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Inspired by protesters in New York fighting what they say is Wall Street greed, hundreds of people on Monday marched from a tent city on a grassy plot of land in downtown Boston to the State House to call for an end of corporate control of government.
"There is a recognition that democracy can't function, our beautiful system of American checks and balances has been thoroughly trashed by the influence of banks and big finance that have made it impossible for the people to speak," said Marisa Engerstrom, 30, of Somerville, a Harvard University doctoral student.
Dozens of tents studded the piece of land just across the street from the Federal Reserve Bank of Boston building, a site on the fringe of the city's financial district chosen by design by the coalition known as Occupy Boston.
"Like a friend said, we're in a little bit of green and hope among the cathedrals of wealth," Engerstrom said.
An estimated 300 people have been camped out since Friday, and some said they are willing to stay "until things get better," she said.
The demonstrators have decorated their tents with hand-written signs that say things such as "Fight the rich, not their wars," and "Human need, not corporate greed."
They hold daily organizational meetings to determine their course of action, while some stand on the sidewalk holding up signs to traffic on busy Atlantic Avenue, engaging in debate with passers-by and waving at honking cars.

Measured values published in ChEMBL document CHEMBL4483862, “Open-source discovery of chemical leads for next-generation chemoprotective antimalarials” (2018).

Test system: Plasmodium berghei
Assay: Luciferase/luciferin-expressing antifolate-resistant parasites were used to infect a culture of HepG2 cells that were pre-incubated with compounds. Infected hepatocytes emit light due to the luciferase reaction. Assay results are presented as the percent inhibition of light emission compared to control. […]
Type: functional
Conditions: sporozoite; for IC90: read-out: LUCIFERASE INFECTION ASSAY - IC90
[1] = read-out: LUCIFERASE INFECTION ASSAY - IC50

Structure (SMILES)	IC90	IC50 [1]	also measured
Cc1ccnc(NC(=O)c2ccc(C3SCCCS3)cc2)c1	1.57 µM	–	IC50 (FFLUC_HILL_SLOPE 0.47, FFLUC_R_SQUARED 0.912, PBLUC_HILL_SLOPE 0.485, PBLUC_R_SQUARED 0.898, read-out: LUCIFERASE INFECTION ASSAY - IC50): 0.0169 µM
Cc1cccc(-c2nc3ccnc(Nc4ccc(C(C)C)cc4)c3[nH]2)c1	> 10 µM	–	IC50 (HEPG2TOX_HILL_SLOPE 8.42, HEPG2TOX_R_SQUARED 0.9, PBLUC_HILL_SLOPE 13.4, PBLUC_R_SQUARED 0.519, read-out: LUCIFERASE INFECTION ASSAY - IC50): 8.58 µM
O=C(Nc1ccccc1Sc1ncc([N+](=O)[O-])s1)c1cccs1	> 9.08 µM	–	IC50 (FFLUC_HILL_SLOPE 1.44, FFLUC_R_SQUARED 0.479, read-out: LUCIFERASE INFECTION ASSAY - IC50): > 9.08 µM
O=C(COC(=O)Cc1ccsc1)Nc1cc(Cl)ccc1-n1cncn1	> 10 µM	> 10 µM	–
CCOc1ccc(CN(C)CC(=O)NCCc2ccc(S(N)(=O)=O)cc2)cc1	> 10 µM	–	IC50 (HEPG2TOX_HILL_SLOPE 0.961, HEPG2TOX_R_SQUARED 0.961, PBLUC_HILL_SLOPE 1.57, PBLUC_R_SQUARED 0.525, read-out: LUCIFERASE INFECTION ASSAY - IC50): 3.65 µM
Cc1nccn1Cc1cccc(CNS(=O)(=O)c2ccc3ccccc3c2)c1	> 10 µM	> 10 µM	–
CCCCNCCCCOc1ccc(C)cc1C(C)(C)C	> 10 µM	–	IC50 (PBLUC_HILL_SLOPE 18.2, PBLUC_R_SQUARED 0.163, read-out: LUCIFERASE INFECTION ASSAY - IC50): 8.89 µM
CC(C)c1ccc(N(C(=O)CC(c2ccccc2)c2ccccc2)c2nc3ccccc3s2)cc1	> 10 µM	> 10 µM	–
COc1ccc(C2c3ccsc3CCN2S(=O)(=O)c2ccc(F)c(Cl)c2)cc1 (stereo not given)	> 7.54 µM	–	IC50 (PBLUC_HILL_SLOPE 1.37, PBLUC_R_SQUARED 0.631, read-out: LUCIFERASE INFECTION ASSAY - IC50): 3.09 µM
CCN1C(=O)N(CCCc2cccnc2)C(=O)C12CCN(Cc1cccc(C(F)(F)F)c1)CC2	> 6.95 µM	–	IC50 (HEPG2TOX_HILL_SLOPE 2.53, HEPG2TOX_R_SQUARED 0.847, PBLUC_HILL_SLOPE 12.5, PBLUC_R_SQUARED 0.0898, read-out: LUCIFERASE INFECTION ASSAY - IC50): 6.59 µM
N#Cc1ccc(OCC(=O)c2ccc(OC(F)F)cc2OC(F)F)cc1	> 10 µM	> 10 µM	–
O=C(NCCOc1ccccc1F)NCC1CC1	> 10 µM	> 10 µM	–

Not all the support was positive. One man yelled "Go home!" from the cab of his truck as he drove past, while another man made an obscene gesture.
Patrick Putnam, 27, a chef from Framingham, said he's standing up for the 99 percent of Americans who have no voice in government.
"We don't have voices, we don't have lobbyists, so we've been pretty much neglected by Washington, D.C.," said Putnam, wearing a red bandanna across his face.
The bandanna isn't just to hide his face from the multiple surveillance cameras on the Federal Reserve building, he said, but to show solidarity with several other demonstrators wearing similar masks.
Putnam slept in a sleeping bag on a tarp in the open air Sunday night and said he plans to keep coming back as long as his work schedule allows it.
"People are finally coming together in this country," he said.
The movement is spreading, said Jason Potteiger, a media coordinator for Occupy Boston.
Similar demonstrators are in the works in dozens of other cities, he said.
"We lean left, but there have been tea party people stopping by here who have said, `Hey, we like what you're doing,"' he said.
Organizers said the tent city demonstrators are not affiliated with the group that protested Bank of America foreclosure practices in Boston on Friday, in which more than two dozen people were arrested.
About half a dozen Boston police officers walked the perimeter of the tent city on Monday, but no problems were reported.
In fact, some officers have expressed sympathy for their cause, Engerstrom said.
"The protest has been held in an orderly fashion and we appreciate it," Officer James Kenneally said.
This program aired on October 3, 2011. The audio for this program is not available.
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